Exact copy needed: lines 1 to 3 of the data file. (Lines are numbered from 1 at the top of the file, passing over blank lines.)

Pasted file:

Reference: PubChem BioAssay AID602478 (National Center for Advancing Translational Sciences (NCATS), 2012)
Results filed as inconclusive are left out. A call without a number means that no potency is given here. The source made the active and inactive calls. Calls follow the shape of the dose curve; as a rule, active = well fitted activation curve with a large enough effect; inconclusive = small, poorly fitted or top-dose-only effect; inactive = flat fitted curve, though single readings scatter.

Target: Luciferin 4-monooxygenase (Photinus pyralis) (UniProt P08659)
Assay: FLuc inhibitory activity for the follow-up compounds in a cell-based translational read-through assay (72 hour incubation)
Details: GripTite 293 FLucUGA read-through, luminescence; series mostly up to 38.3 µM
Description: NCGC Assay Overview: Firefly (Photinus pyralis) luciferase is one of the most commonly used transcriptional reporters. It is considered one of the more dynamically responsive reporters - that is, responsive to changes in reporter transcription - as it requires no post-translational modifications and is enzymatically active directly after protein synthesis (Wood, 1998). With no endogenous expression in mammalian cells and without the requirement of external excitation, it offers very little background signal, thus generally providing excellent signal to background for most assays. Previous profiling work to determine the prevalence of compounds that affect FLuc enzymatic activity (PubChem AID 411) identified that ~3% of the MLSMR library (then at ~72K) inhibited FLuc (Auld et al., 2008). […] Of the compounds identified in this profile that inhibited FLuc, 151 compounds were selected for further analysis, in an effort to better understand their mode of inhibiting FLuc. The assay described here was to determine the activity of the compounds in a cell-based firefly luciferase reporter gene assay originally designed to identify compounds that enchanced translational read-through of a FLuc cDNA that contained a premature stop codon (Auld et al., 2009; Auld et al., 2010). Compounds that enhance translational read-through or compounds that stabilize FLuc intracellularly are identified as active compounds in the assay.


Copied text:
Reference: PubChem BioAssay AID602478 (National Center for Advancing Translational Sciences (NCATS), 2012)
Results filed as inconclusive are left out. A call without a number means that no potency is given here. The source made the active and inactive calls. Calls follow the shape of the dose curve; as a rule, active = well fitted activation curve with a large enough effect; inconclusive = small, poorly fitted or top-dose-only effect; inactive = flat fitted curve, though single readings scatter.

Target: Luciferin 4-monooxygenase (Photinus pyralis) (UniProt P08659)